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F1 introduces "Brundle clause" that restricts celebrity bodyguard grid access

F1 introduces "Brundle clause" that restricts celebrity bodyguard grid access

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F1 introduces "Brundle clause" that restricts celebrity bodyguard grid access

F1 introduces "Brundle clause" that restricts celebrity bodyguard grid access

Formula 1 has implemented the "Brundle clause" after Martin Brundle's recent run-in with Megan Thee Stallion's bodyguards in the United States.

Brundle's popular Sky Sports F1 pre-race grid walk segment returned in the US following the easing of Covid restrictions, with Lewis Hamilton and Max Verstappen battling for the F1 driver's championship.

Part of the charm of the feature is that, as Brundle reflected, he does not always get his man. At least now, he can approach a celebrity for a possible interview without fear of any reprisal as that person will no longer have an entourage in tow.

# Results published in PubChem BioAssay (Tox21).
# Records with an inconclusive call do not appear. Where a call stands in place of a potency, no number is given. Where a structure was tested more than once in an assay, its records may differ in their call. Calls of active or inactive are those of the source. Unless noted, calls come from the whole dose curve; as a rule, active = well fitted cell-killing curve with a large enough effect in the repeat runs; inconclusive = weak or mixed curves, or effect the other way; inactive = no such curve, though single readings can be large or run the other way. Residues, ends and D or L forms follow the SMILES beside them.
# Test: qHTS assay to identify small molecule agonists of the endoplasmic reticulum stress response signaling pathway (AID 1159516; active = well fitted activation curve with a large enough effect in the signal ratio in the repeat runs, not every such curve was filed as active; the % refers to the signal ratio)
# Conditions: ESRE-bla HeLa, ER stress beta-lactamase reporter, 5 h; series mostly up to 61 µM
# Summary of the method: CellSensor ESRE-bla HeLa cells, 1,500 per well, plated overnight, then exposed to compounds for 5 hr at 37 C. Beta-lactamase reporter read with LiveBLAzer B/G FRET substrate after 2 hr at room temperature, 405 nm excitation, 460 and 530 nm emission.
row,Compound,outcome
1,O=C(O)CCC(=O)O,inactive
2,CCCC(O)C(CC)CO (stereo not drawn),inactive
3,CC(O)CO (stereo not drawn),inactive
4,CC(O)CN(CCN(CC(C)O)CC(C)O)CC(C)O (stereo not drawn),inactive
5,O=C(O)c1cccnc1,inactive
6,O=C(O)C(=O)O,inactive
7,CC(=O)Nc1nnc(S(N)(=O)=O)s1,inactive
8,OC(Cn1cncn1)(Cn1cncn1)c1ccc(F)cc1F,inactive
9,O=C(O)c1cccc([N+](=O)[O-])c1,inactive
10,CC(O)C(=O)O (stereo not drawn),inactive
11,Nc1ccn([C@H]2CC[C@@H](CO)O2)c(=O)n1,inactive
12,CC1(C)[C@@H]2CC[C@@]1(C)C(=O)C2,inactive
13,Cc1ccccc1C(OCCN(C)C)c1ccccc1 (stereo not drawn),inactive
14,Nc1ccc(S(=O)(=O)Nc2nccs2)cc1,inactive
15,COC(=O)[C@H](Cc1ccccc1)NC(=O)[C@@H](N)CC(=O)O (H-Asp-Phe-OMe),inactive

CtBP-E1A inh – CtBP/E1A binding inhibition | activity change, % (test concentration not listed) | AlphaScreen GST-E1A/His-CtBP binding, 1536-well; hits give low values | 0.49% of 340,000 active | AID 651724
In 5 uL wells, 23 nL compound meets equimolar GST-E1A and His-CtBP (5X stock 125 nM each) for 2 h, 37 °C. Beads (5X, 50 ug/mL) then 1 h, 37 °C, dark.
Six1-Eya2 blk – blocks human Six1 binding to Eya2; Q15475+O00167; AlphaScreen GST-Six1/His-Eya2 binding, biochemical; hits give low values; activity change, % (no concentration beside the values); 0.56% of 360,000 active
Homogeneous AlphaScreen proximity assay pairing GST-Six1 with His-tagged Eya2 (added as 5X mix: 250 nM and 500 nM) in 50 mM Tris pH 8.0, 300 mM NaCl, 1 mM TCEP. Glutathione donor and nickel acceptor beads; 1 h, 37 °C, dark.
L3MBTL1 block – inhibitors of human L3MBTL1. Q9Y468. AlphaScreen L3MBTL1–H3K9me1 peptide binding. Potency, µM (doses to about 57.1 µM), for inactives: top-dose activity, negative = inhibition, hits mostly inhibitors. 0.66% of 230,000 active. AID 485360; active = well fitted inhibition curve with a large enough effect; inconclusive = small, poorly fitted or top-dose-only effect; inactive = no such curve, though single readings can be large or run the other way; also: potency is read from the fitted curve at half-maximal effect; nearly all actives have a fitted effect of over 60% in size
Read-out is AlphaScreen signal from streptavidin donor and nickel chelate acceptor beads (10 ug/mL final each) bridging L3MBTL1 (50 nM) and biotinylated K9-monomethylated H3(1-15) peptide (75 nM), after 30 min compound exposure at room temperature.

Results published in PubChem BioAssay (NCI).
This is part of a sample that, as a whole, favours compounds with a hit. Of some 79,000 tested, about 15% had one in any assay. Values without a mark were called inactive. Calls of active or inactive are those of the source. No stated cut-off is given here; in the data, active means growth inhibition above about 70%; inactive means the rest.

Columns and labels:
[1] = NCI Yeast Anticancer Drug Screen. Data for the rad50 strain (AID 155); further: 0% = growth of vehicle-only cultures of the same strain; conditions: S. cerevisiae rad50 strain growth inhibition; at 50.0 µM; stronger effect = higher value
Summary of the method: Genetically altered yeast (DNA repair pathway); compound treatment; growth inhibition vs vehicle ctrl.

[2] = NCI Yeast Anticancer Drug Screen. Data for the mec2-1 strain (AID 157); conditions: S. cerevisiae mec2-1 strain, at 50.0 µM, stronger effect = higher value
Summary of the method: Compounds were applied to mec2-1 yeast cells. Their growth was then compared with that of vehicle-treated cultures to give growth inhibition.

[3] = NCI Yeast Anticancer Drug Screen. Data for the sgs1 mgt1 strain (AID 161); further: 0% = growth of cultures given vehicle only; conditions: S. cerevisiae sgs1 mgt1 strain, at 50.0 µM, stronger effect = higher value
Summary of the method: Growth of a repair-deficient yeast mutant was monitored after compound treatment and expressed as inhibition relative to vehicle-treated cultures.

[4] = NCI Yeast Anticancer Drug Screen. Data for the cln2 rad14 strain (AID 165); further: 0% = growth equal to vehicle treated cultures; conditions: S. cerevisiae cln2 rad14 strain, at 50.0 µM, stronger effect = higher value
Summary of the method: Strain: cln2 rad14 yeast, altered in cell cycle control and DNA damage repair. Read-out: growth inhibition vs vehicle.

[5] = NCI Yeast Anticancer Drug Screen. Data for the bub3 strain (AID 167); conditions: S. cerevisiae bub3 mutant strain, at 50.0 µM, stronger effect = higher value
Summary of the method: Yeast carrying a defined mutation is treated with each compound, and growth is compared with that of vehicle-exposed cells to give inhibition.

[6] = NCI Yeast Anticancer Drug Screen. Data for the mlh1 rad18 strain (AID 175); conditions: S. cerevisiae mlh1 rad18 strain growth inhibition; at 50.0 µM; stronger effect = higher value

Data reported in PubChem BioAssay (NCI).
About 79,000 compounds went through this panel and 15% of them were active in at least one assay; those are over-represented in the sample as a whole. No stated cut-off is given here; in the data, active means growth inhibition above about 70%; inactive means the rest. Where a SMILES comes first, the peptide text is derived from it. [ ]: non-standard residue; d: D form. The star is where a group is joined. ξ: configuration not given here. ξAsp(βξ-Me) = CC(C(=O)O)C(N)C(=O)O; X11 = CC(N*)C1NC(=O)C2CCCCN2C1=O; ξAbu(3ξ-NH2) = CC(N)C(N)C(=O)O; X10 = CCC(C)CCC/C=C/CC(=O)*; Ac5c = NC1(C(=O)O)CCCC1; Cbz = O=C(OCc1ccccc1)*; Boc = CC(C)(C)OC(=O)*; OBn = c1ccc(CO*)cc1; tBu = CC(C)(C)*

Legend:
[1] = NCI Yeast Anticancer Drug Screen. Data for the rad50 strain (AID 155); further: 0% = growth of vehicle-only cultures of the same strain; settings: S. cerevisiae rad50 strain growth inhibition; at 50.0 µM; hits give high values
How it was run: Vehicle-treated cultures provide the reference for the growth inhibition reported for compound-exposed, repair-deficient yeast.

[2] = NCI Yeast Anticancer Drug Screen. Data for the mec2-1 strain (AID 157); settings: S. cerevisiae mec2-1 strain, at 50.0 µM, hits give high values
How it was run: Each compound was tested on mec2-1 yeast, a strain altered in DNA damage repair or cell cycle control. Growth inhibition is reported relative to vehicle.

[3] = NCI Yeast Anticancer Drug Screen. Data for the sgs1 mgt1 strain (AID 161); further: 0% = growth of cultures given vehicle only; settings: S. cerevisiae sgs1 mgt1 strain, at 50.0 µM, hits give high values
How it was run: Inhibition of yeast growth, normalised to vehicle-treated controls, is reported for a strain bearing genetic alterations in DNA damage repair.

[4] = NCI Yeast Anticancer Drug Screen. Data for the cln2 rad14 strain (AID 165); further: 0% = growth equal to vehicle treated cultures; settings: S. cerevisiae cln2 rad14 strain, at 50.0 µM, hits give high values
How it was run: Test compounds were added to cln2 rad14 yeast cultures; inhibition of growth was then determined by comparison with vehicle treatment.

"There have been new rules introduced, that any celebrities on the grid must not have bodyguards any longer," said Brundle.

"It must be the 'Brundle clause'. I sort of like it if they ignore me, to be honest."

After being "biffed out of the way" by security for rapper Stallion in the US, Brundle tweeted that celebrity guests of the sport should "learn some manners and respect on our patch".

"I like to call out some of the celebs that I think are just using the grid a little bit if I'm honest," he added. "They don't really have a passion.

"I know there are millions of fans at home going 'I should be on that grid. I'm a massive Formula 1 fan, not them'.

"But my claim to fame at last. I get ignored by Megan Thee Stallion, I get biffed out of the way by a man mountain and then told off by a Malfoy lookalike who doubtless was on his first-ever time to a Formula 1 grid.

"I put out a simple tweet about it and got five million impressions. I don't understand any of that, to be honest."

Despite the popularity of the segment that began on ITV in 1997, Brundle claimed he does not watch back his grid walks.

"My grid walk is some alter ego I don't recognise, it's why I don't watch them," Brundle explained.

"[It's] some person that gets cheeky and you've got nine or 10 minutes live, unrehearsed, unscripted television. You've got to go for it."

Catch up with our latest podcast on the Mexico City GP here.

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